The Yamaha R3 is a stepping stone bike in the Yamaha range that sits between the learner-legal Yamaha R125 and the supersport Yamaha R6. Since jumping off an R125 making 15bhp and onto a 116bhp R6 would be a bit of a shock to the system, Yamaha decided to introduce the R3 with a more manageable 41.4bhp for less experienced riders to cut their teeth on.
The DVLA agree that sending new riders out on powerful bikes is a recipe for disaster and the A2/A1 licence system means that there is a logical gap in the market for a machine like the R3.
But the Yamaha R3 hasn’t just been chucked together to meet a licence requirement, it is a genuinely impressive motorbike. The engine was an all-new parallel-twin with some clever design features to increase power and efficiency.
The lightweight, forged pistons run in DiaSil-coated cylinders that reduce internal friction and the crank is off-set to allow the pistons to run true on the downstroke and minimise piston slap.
Peak torque comes at 9000rpm and the R3’s best powerband runs from here to the 11000rpm redline, but the bike has plenty of low-down grunt for a small-capacity machine.
The Yamaha R3 is built in Jakarta and is a larger capacity version of a 250cc bike sold in Asian markets. The build quality is still top notch and the bike doesn’t feel like it was built to a budget.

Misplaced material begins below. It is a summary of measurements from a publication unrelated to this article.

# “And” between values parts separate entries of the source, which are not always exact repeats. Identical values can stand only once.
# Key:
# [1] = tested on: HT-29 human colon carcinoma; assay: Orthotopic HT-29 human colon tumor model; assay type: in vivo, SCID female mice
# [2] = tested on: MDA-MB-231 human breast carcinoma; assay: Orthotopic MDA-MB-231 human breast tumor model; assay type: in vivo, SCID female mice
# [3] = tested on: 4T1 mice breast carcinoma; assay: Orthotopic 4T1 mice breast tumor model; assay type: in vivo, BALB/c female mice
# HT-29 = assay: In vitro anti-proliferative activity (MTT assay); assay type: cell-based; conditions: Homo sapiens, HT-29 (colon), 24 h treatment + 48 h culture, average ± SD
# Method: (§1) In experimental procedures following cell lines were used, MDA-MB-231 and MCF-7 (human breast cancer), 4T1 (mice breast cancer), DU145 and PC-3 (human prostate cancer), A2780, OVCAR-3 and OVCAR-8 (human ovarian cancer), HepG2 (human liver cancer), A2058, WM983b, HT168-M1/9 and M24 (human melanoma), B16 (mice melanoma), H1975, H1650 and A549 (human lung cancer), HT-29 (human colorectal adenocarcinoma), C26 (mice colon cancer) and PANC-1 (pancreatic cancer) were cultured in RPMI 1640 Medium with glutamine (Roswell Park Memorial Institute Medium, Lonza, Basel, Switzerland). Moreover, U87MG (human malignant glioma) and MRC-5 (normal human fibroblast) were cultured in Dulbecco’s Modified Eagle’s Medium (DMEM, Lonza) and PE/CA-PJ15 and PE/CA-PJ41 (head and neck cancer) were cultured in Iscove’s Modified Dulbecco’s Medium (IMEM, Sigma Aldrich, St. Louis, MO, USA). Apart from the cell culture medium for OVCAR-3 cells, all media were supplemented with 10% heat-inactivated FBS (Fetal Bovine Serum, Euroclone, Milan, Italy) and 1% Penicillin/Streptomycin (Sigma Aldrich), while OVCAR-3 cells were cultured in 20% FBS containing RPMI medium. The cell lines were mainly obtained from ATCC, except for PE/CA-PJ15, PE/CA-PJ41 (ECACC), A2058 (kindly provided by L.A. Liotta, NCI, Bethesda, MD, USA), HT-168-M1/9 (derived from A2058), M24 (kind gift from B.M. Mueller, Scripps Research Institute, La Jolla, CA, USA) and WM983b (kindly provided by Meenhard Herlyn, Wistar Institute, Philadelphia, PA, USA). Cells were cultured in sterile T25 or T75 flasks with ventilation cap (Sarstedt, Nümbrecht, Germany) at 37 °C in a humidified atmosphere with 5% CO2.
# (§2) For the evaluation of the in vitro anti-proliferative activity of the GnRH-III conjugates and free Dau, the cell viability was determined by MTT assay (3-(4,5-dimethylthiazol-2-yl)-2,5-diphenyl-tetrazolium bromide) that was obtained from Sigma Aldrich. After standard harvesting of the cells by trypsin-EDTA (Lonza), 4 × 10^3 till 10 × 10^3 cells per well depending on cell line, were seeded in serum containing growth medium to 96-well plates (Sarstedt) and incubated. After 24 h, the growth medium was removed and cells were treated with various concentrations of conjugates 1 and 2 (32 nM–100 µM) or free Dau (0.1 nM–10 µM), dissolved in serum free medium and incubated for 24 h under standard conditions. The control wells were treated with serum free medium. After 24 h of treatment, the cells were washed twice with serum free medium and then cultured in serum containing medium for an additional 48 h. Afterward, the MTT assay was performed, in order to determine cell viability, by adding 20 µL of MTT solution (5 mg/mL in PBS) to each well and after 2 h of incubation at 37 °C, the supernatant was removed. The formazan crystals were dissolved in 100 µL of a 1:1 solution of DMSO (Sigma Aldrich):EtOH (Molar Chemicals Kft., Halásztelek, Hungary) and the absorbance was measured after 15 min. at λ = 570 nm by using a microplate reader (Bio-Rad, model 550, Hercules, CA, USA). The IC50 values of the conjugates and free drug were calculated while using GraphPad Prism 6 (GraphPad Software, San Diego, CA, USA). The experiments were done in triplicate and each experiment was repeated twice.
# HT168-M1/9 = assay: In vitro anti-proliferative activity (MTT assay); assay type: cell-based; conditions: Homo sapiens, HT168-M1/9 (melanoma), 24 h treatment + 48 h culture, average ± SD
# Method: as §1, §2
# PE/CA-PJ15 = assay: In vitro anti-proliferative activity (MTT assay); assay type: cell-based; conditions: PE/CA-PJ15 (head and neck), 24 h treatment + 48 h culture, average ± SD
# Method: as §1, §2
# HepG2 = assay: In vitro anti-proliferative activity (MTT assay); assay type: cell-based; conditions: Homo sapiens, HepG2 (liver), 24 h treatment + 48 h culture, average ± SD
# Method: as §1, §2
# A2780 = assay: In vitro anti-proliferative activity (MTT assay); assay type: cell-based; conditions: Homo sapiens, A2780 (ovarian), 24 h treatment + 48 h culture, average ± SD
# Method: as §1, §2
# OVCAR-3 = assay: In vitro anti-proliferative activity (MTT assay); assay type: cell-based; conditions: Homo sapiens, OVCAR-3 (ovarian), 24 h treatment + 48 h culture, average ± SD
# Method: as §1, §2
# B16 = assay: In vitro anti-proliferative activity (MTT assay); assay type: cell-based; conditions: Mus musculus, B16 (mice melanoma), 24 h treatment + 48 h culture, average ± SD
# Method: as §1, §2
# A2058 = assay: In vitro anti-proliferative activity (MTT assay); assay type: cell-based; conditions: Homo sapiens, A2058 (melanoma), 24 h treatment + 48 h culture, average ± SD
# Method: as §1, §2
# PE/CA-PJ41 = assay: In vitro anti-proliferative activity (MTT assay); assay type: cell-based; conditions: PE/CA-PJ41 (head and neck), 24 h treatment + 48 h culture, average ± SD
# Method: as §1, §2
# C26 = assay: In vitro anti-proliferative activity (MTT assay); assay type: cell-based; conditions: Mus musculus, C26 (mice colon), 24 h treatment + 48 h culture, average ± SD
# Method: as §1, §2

Yamaha R3 quick stats: first generation
- A2-licence compatible supersport bike
- 321cc liquid-cooled, four-stroke, parallel-twin
- 41.42bhp @ 10,750rpm
- 21.8lbft @ 9,000rpm
- 169kg fully wet
- ABS as standard
- 780mm seat height, 14 litre tank
The R3 has the same length swingarm as a Yamaha R1 to aid stability and steering geometry and it feels stable and predictable without being reluctant to tip in, and the braking stability coupled with unobtrusive ABS results in a confidence-inspiring package.
The main success of the Yamaha R3 is that it is really good fun to ride. It’s just quick enough to keep more experienced riders interested and a great way for new riders to earn their wings.
What are the Yamaha R3’s competitors?
Yamaha aren’t the only manufacturer to have built an A2-friendly machine. There’s the KTM RC390, Kawasaki Ninja 300 which has been replaced by the Kawasaki Ninja 400 and the Honda CBR300R.
Most manufacturers also make a naked version like the KTM 390 Duke or Yamaha’s own MT-03.
Second generation Yamaha R3
The 2019 Yamaha R3 gets much more aggressive styling, similar to the Yamaha R1. And the improvements aren’t just skin deep either. The second generation R3 gets new USD forks from KYB to sharpen up the handling.
The old instrument panel is also replaced by an LCD flat dash that wouldn’t look out of place on a superbike. The riding position has also become sportier, with clip-ons positioned 22mm lower than before.
Watch the 2019 Yamaha R3 promo video below...
Yamaha R3 GYTR race bike
The 2019 Yamaha R3 was revealed at Eicma 2018 alongside a special racing version that complies with the 2019 FIM Supersport 300 rules. The GYTR (Genuine Yamaha Technology Racing) development program version is available to buy as a race pack.
The pack includes Öhlins Racing suspension and a Brembo front disc, partnered with a titanium Akrapovič exhaust and GYTR engine kit.